It is crucial to enforce secure password policies and limit repeated login attempts to strengthen your website’s defenses. Require all user passwords to be complex, at least 12 characters in length, and unique across accounts. Administrators should implement two-factor authentication for added protection of privileged access. As humans are often the weakest link, educate users about basic password security practices. After a set number of failed login attempts, such as 5 within an hour, CAPTCHAs should be shown to prevent these force attacks. Lock both user and admin accounts temporarily if more attempts occur, such as 10 fails in an hour, until manually unlocked by a site administrator.

Combining these measures raises the bar for hackers while still allowing authentic users access through simple CAPTCHAs or temporary locks instead of permanent blocks. This dual approach enhances password security and limits the impact of credential stuffing or brute-force login attacks.

Back up regularly:

Routinely backing up your website is critical in case files become corrupted, hacked, or deleted accidentally.

Always test recovery of the latest backup to ensure restoration can succeed before needing it in an emergency. Consider backing up to an off-site location as well for additional security through a service that backs up directly to the cloud or your secure storage drive.

Keep at least a month of backups stored offline and labeled to simplify rolling back. Delete older archives to stay within space constraints if needed. A good backup routine provides important protection for times when files are not restorable through other means like version control. Restore testing confirms backups can fulfill their critical role.

Validate user data and inputs:

Validating user-submitted data and inputs is critical to maintaining the security and integrity of a website. All form fields should be verified for required information before allowing submission to ensure incomplete data does not clutter the database. Data types like emails, URLs, and numbers should also be checked for valid formats.

It is also important to protect data by removing special characters, truncating long texts, and encoding outputs to prevent cross-site scripting attacks. Sensitive fields like passwords warrant additional backend checks for sufficient length and complexity rules. File uploads must be limited to approved file extensions and sizes to block malware. Comprehensive validation at frontend and backend interfaces is crucial for input security and data integrity.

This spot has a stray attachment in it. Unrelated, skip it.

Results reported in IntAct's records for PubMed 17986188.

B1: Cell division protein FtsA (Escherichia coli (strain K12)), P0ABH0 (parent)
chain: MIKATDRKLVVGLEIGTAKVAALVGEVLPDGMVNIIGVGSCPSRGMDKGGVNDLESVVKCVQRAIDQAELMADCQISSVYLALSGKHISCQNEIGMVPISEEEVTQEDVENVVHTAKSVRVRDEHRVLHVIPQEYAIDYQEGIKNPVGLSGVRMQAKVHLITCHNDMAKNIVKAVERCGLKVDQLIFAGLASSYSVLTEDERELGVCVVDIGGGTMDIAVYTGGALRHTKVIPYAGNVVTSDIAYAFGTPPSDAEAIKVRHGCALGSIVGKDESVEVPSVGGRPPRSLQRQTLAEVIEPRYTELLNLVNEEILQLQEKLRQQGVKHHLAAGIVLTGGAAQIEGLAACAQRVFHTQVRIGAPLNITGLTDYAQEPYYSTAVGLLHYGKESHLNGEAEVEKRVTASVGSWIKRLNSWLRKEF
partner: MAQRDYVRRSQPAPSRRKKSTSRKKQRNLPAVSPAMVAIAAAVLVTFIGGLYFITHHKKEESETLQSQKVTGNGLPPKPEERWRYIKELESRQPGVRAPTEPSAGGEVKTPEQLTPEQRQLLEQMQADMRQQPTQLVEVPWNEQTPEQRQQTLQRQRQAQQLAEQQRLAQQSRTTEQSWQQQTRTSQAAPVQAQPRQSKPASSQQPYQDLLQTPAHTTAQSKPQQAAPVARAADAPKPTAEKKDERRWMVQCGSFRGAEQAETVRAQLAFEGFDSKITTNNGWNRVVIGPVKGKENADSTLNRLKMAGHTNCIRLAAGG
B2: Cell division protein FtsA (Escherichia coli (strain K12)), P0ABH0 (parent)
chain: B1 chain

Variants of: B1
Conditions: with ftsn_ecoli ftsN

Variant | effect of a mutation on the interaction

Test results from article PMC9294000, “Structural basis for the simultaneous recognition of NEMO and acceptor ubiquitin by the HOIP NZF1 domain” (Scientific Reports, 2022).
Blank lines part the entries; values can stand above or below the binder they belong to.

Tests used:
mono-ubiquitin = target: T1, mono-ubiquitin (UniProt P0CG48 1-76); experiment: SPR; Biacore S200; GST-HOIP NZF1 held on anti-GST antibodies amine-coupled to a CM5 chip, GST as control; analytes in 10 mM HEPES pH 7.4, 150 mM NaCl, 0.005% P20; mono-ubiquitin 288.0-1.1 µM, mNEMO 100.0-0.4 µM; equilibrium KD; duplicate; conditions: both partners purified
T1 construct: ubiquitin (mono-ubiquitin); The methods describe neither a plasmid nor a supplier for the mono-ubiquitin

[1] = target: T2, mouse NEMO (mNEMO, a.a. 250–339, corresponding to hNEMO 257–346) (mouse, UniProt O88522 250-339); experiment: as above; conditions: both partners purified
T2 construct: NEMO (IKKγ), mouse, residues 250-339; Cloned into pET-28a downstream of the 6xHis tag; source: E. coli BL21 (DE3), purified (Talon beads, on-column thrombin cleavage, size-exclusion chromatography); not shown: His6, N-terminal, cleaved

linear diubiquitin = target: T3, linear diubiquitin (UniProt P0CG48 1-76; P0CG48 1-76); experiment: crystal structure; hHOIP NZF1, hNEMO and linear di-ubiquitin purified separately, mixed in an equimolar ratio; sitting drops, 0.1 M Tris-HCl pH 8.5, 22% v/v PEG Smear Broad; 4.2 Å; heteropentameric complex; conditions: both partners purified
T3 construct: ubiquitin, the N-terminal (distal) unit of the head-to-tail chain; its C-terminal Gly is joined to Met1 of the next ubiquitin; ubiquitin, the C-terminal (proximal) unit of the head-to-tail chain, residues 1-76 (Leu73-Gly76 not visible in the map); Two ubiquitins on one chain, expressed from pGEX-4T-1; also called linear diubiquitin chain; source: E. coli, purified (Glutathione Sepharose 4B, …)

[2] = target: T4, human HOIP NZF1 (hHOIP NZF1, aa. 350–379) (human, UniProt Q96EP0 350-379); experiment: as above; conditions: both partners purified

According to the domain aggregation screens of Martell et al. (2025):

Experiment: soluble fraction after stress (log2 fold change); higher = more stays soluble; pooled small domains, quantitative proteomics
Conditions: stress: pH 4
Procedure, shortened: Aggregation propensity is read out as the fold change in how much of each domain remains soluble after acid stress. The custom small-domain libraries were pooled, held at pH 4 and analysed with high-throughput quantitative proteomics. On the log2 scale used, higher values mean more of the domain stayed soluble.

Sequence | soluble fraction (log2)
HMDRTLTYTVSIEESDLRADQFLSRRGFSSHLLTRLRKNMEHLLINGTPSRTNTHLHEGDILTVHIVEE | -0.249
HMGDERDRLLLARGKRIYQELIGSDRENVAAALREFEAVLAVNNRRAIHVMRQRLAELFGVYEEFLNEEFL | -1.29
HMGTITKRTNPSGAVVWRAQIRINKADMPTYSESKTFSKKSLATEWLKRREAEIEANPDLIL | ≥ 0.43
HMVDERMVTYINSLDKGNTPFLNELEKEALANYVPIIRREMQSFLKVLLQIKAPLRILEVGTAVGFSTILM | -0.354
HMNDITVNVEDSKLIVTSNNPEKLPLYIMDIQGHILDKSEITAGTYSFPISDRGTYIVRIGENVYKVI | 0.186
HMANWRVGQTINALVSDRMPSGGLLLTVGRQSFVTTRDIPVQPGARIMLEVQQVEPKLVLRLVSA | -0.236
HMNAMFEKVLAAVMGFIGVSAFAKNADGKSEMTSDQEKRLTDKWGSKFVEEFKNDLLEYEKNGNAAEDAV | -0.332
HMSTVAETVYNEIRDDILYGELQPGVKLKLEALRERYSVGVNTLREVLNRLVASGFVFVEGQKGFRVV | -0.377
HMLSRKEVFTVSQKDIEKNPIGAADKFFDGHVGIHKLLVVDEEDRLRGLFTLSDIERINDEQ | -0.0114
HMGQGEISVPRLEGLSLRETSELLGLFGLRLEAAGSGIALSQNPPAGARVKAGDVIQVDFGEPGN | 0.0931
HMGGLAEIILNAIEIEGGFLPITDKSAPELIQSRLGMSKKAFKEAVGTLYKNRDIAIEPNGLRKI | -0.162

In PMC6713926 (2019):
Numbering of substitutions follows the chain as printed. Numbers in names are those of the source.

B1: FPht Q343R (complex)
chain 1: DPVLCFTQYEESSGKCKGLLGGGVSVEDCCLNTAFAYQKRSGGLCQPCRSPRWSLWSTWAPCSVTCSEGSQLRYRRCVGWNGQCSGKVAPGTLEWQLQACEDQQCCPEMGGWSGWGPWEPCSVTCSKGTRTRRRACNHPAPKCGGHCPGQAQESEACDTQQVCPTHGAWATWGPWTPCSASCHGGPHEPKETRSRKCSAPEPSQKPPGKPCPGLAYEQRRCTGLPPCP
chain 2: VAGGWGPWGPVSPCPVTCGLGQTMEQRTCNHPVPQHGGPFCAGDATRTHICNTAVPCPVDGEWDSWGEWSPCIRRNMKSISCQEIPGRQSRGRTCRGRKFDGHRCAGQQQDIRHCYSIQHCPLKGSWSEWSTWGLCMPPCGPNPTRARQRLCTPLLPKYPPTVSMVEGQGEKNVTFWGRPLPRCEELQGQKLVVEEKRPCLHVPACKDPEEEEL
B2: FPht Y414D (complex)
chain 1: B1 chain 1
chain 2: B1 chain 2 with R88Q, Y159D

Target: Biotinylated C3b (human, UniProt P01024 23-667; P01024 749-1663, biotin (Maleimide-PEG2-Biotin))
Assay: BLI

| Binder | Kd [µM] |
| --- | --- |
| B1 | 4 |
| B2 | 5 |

Use secure cookies:

Proper security of cookies is important for any website that utilizes user sessions or authenticated areas. All cookies containing sensitive data should be configured with the “secure” flags to prevent their transmission over unencrypted HTTP and shield against cross-site scripting attacks respectively.

Strict access control using solid admin credentials is also key to managing backend areas interacting with cookies. Educating users on basic practices such as closing all browser tabs when finished enhances the overall security of the session implemented through cookies. Comprehensively configuring these technical controls and user guidelines reduces the risks of cookie theft, hijacking, and cross-domain vulnerabilities.

Protect against DoS:

Denial of service attacks aim to overcome website resources and make services unavailable. Implementing proper precautions can help mitigate these risks. A web application firewall and content delivery network provide effective first layers of defense by filtering malicious traffic and absorbing large loads.

Keeping core files, plugins and libraries up to date also prevents exploitation of known vulnerabilities in DoS tools. Restricting large file uploads and prohibiting archives helps control the consumption of disk and memory. A multifaceted approach combining intelligent traffic management, restrictions, caching, infrastructure resilience, monitoring, and patching aids in withstanding volumetric attacks intended to overwhelm resources.


Implementing a comprehensive security strategy through technical, administrative, and user-focused controls is essential for protecting a website and its users from the ever-growing threats posed by hackers. Following the wide range of recommendations outlined here – from securing server configurations and monitoring logs to enforcing strong access controls, input validation, encryption, backup procedures, and updating software regularly – establishes layered defenses that create multiple hurdles for would-be attackers to overcome. While perfect security may not be possible, diligently applying best practice guidelines appropriate for your specific setup raises the bar significantly against the most common exploits and intrusions. Ongoing maintenance through security patching and user education also remain important. With a proactive, diligent approach and defense-in-depth mentality, sites can better safeguard their data, systems, and online communities from harm.